Ukraine and the Art of Creative Diplomacy (16/12/2013)

When most people think of diplomats, they think of aristocratic families and their descendants who attend private schools like Eton, Harrow or Le Rosey and universities like Oxford, Cambridge, Harvard or ENA. When most people think of diplomacy, they think of flying on special planes, feasting at fancy receptions in elegant embassies, sleeping in luxurious suites in hotels like the Hotel Intercontinental or savoring haute cuisine meals in restaurants like the Perle de Lac.

One does not think of diplomats as being creative. However, there are situations in which creativity is needed to get out of seemingly intractable situations. The current crisis in Ukraine is an excellent example. A large country with over 40 million citizens, Ukraine appears torn between entering into a customs union with the Russian Federation and some former Soviet Republics and an accession agreement with the European Union (EU). President Viktor Yanukovich said he would sign the EU agreement in Vilnius at the end of November, then changed his mind and appeared in Russia negotiating with President Putin. No one, perhaps even Yanukovich, knows his intentions.


At the same time protesters are in the streets of bitterly cold Kiev demanding Ukraine’s affiliation with the west, diplomats are calling for a round table discussion to find some non-violent way out of the tug-of war. As the basis of all good diplomacy in these type of situations is a win-win result, what could be a solution to the crisis? (Disclaimer: Although I was in Kiev last week, I was not involved in any of the negotiations.)

Two historical examples come to mind. The first involves Switzerland, Russia and Georgia. The World Trade Organization’s (WTO) acceptance of the Russian Federation as a member was the result of a creative diplomatic solution to the disputed border between Russia and its neighbors. The brief Russian-Georgian War of 2008 not only suspended diplomatic relations between the two countries but also caused international confusion about the definitive border between them. By recognizing the sovereignty of South Ossetia and Abkhazia in August 2008, the Russian Federation changed its border with Georgia. From the Georgian perspective, the border had not changed.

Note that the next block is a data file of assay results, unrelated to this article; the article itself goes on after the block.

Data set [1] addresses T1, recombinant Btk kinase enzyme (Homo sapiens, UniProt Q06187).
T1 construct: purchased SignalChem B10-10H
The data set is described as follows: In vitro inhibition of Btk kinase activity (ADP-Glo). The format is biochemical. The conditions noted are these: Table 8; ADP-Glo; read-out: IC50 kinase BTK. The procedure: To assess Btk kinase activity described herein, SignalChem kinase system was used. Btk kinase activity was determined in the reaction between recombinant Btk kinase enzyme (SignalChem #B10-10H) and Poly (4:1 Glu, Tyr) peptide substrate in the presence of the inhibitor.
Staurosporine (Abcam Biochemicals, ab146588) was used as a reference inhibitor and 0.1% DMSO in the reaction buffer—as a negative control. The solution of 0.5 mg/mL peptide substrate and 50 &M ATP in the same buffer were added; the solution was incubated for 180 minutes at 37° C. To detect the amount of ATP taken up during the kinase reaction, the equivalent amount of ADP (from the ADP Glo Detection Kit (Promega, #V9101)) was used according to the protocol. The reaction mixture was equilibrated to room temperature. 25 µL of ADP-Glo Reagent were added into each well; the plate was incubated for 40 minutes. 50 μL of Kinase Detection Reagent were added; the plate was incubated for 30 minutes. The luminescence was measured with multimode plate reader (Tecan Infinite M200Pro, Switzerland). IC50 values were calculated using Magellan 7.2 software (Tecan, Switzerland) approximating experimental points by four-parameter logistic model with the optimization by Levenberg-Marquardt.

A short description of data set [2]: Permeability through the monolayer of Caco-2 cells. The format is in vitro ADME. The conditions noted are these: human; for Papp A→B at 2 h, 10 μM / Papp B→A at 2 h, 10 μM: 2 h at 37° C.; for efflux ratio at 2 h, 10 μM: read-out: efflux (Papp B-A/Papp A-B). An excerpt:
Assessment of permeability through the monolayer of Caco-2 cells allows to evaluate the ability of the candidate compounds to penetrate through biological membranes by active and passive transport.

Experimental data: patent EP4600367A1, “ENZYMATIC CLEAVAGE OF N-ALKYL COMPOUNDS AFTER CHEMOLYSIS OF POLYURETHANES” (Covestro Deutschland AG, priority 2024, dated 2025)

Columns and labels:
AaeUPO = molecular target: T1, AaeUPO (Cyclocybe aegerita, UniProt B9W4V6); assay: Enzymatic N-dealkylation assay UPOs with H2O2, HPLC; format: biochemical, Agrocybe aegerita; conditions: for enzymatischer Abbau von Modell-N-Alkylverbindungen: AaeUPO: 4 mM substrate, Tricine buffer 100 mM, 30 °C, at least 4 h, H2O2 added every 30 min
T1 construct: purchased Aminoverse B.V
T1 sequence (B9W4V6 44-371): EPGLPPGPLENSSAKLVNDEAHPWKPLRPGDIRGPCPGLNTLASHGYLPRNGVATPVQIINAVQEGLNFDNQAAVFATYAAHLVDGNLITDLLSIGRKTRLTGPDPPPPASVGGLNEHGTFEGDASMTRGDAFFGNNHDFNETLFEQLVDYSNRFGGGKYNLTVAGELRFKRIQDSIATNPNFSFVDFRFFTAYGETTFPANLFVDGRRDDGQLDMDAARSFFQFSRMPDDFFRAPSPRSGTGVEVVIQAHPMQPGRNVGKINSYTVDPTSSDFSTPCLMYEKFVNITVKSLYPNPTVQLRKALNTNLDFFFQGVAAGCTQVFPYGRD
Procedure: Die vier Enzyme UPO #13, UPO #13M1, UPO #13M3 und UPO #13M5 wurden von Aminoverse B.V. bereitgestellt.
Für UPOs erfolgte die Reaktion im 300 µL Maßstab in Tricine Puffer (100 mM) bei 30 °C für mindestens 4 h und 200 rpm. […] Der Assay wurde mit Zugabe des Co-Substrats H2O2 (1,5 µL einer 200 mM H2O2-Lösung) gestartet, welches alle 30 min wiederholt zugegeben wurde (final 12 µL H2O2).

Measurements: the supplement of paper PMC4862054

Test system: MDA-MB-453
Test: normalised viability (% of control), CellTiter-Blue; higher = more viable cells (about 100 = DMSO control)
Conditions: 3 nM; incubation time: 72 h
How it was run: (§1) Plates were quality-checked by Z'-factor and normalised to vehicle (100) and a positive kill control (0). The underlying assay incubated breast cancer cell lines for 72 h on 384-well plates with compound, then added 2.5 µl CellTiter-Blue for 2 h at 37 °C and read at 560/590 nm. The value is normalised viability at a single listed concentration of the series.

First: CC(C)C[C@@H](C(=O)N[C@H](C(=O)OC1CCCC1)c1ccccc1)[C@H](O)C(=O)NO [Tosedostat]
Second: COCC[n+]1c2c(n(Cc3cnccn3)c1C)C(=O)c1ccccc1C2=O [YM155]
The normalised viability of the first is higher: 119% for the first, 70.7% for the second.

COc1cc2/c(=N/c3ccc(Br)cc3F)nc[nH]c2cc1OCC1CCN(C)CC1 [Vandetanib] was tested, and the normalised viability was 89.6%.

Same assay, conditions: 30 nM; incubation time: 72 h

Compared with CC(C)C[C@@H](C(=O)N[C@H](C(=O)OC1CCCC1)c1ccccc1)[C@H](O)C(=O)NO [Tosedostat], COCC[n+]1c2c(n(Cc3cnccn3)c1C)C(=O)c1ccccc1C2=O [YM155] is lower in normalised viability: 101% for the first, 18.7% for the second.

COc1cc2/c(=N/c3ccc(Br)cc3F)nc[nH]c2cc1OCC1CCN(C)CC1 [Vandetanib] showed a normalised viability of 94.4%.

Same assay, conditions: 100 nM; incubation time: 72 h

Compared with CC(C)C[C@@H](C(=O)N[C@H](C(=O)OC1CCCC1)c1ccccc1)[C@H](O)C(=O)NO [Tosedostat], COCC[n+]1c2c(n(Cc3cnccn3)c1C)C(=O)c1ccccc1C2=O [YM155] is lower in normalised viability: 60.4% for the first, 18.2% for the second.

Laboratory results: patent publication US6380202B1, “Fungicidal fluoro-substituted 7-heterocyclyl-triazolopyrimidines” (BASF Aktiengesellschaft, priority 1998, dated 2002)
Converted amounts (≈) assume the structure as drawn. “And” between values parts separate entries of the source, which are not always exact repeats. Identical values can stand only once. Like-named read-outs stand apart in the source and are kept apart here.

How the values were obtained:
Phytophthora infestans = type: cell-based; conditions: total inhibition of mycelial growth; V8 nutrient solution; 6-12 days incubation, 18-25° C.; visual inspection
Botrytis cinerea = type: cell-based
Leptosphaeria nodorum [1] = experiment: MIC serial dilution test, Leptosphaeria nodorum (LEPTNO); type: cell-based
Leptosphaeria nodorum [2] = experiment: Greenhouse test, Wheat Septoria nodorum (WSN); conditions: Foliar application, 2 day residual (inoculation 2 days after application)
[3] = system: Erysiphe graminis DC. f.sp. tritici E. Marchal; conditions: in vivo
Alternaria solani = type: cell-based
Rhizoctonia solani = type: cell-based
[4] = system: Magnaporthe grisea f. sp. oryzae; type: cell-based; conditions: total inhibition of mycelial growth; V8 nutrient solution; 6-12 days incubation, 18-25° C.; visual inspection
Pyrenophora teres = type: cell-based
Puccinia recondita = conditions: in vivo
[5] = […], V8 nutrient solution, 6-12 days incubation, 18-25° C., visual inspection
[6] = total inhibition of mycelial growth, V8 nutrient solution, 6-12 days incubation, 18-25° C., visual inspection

The Working Party of the WTO on the accession of the Russian Federation was established in 1993. Admission to the WTO is done by unanimous approval, and the Russian Federation had significant difficulties convincing the other members of its eligibility during the entire 18 year process. 


Finally, in 2012, with the help of Swiss diplomatic activity, a breakthrough took place which allowed all parties to accept Russia’s becoming a member of the WTO.  The Russian Federation and Georgia were able to agree on a border to deal with customs between the two countries while not agreeing on the definitive geopolitical border between them, a most creative diplomatic solution to the border question.


The second example also involved borders, this time between Ecuador and Peru. Their dispute was the Western Hemisphere’s oldest conflict and the scene of numerous violent outbreaks. Since 1884, there had been at least 30 military confrontations, and as recently as January 1995, war broke out between the two countries that involved 5,000 troops and between 200 and 1,500 casualties. Finally an agreement was reached in October 1998 overseen by four “Guarantor” states. Whereas the agreement to allow Russia to join the WTO involved a customs border, the agreement between Ecuador and Peru involved a demilitarized ecological zone as well as a mutual security arrangement designed to prevent future conflicts and billions of dollars in financial assistance from major international institutions such as the World Bank. Neither Ecuador nor Peru was perceived to be losing territory in the arrangement. Both countries agreed to establish an ecological park on either side of the disputed border with free transit and no military forces allowed.


The current crisis in Ukraine does not involve a specific border. It does, however, at least superficially, involve membership in two competing organizations. As the two examples above illustrate, there is the possibility for creative diplomacy to come to a win-win conclusion. Let’s see how ingenious the diplomats can be if a win-lose situation is to be avoided.

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